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National helpline urged in strategy to tackle racisism


Britain needs a ‘Race Support Line’ – the equivalent of Childline and Samaritans -to combat racial harassment. The UK-wide helpline, where victims could seek immediate advice and support, would form part of a new, national framework for responding to incidents and the continued under-reporting of attacks.

The proposal comes in a comprehensive new guide to existing action being taken by police, local authorities, housing associations, community organisations and other groups. Racial Harassment: action on the ground is based on a survey of over 250 agencies in 67 districts of England, Northern Ireland, Scotland and Wales, where the majority of black and minority ethnic people in the UK live.

Good practice in four case-study areas – Ipswich, Leeds, Reading and the London Borough of Waltham Forest – is also examined. Over 20 examples of innovative practice from other parts of the country are also described. Guidance for policy makers and practitioners will be available early in 2001 on a Government-funded website,

The survey, funded by the Joseph Rowntree Foundation, finds that most agencies consider under-reporting of racial harassment to be a problem, even though publicity following the murder of Stephen Lawrence encouraged more victims to come forward. It also suggests that some incidents, even when reported, fail to receive an appropriate response because the racial motive is not taken into account. In addition:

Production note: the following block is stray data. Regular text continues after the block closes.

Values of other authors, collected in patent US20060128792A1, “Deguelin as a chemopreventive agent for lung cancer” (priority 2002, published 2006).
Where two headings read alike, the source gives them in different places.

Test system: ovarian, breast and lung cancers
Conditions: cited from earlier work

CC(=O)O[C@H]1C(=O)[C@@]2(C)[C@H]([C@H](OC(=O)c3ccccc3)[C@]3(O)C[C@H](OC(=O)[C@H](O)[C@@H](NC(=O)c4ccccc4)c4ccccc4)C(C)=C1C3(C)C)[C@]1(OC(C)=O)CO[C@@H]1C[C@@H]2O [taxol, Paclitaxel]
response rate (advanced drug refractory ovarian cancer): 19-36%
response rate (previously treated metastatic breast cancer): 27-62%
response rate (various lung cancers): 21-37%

• Action against perpetrators of racial harassment is still rare. Ten to 15 per cent of reported incidents result in criminal court action, and only a small proportion of cases reported to social landlords lead to civil injunctions or eviction orders.
  • Few tenants in social housing are transferred to another home as a result of racial harassment.
  • Many areas have established multi-agency forums or panels to tackle racial harassment, often involving racial equality councils, the police, education, housing, social services and victim support schemes. But some forums have experienced conflict, while some in large cities have proved hard to sustain.
  • Better victim support tends to be available where agencies and staff who specialise in harassment cases are on hand, as in the four case-study areas. Support currently ranges from advice and counselling to home security improvements and provision of personal alarms and mobile telephones.
  • Efforts to establish ‘third party’ reporting centres for racial incidents – a move endorsed by the Stephen Lawrence Inquiry – have been patchy. Many practitioners question whether such centres will make it more likely that harassment cases are reported.
  • Although most frontline staff in the police and housing departments have received training in equal opportunities or race awareness, specific training on racial harassment is less common.